Is there any implementation of regular expressions, that supports variable-length lookbehind-assertion?
How can I write a r.e. that has the same meaning but uses no lookbehind-assertion?
Is there any chances that this type of assertion will be implemented someday?
Things are much better that I thought.
(1) There are regular expressions implementation that support variable-length lookbehind-assertion already.
Python module regex (not standard
re, but additional
regex module) supports such assertions (and has many other cool features).
>>> import regex >>> m = regex.search('(?<!foo.*)bar', 'f00bar') >>> print m.group() bar >>> m = regex.search('(?<!foo.*)bar', 'foobar') >>> print m None
It was a really big surprise for me that there is something in regular expressions that Perl can't do and Python can. Probably, there is "enhanced regular expression" implementation for Perl also?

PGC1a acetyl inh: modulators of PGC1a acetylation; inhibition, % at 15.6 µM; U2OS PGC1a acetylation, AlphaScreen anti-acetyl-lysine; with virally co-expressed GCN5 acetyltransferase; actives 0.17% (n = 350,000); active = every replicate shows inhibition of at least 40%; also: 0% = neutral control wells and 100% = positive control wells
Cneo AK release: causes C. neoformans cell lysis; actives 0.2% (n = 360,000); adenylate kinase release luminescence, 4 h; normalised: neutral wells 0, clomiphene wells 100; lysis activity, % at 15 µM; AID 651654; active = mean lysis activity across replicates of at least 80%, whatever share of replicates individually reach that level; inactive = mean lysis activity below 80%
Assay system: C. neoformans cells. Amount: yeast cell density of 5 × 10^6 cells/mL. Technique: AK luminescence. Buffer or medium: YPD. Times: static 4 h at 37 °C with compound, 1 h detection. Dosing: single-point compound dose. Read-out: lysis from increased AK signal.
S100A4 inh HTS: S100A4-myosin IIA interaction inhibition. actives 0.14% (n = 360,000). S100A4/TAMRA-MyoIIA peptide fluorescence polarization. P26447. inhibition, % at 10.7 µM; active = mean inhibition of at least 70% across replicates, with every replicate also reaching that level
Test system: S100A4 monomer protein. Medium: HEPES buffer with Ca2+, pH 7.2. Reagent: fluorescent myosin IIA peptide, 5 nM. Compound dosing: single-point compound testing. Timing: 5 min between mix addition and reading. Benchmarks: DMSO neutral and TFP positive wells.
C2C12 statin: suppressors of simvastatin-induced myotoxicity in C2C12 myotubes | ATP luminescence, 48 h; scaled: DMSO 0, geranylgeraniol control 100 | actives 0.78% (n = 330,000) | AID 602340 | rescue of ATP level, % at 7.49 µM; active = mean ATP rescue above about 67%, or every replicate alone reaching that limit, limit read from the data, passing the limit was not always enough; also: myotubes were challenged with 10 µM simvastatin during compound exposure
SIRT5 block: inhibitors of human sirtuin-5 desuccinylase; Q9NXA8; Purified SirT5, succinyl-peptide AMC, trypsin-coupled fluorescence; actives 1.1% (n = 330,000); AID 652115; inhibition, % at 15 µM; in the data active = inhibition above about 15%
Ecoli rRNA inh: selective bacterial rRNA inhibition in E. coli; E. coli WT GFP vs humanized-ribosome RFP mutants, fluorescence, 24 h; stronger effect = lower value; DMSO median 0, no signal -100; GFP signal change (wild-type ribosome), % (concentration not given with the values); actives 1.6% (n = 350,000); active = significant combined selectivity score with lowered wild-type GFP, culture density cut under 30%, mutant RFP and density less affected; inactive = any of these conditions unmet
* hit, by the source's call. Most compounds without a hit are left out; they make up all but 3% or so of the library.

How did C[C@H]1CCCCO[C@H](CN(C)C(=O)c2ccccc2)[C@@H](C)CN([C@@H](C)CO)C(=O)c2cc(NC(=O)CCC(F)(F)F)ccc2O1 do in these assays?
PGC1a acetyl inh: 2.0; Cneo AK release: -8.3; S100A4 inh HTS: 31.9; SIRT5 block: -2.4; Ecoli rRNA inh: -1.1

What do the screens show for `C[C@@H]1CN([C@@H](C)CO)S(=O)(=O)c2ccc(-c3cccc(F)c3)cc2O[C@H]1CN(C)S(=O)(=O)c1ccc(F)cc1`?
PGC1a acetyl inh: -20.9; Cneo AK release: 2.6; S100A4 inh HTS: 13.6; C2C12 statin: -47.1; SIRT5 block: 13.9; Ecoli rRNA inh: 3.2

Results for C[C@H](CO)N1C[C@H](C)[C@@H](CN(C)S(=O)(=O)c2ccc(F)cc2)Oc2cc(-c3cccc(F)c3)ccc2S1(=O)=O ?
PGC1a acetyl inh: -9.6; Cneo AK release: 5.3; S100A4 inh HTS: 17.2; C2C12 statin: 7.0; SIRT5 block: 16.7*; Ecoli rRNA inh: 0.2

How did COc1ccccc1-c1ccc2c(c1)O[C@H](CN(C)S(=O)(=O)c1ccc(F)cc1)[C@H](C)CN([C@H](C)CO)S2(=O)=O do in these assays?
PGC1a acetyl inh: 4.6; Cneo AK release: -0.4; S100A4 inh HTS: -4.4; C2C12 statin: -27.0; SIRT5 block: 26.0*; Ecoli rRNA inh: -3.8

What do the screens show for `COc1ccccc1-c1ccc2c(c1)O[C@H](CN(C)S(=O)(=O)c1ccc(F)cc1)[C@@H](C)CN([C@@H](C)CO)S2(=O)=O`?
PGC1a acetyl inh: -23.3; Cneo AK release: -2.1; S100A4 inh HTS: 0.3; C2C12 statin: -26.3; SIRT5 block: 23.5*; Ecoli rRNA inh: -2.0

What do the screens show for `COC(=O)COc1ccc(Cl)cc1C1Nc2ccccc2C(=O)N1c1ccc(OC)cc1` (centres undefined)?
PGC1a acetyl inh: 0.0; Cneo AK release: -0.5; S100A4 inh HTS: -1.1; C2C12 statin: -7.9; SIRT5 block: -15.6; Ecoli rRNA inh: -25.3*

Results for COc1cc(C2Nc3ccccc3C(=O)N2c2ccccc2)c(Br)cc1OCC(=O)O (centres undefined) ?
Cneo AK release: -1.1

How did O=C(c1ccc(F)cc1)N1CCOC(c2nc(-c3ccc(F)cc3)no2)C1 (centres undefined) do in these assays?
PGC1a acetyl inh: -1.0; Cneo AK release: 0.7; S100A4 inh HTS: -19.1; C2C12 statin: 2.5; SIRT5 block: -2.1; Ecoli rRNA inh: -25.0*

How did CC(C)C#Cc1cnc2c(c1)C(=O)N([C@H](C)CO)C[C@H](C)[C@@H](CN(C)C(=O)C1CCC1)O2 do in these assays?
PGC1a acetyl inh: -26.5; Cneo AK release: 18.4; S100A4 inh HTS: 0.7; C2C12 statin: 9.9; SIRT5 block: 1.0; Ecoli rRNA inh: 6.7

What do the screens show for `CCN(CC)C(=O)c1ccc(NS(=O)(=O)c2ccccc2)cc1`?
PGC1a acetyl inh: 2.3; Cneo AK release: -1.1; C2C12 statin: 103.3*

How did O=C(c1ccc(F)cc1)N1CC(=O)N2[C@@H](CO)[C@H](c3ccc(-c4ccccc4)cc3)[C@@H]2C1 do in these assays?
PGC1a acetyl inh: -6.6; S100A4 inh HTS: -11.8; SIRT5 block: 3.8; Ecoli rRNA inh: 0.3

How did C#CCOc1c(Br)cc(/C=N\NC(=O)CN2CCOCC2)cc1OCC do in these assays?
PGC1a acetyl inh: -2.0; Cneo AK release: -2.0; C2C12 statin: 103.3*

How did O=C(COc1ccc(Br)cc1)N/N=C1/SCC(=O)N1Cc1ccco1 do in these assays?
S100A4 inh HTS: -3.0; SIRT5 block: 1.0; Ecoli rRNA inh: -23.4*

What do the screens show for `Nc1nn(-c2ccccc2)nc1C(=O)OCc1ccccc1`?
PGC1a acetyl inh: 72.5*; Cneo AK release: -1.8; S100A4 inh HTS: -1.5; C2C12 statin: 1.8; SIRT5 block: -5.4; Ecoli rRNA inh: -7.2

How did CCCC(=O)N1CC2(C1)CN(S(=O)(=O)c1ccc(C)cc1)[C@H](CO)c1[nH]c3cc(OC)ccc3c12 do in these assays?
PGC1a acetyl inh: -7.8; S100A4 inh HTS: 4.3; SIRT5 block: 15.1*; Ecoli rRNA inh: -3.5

(Thanks and +1 to MRAB).
(2) There is a cool feature
\K in modern regualar expressions.
This symbols means that when you make a substitution (and from my point of view the most interesting usagecase of assertions is the substitution), all characters that were found before
\K must not be changed.
That is almost like a look-behind assertion, but not so flexible of course.
As far as I understand, you can't use \K twice in the same regular expression. And you can't say till which point you want to "kill" the characters that you've found. That is always till the beginning of the line.
(Thanks and +1 to ikegami).
My additional questions:
- Is it possible to say what point must be the final point of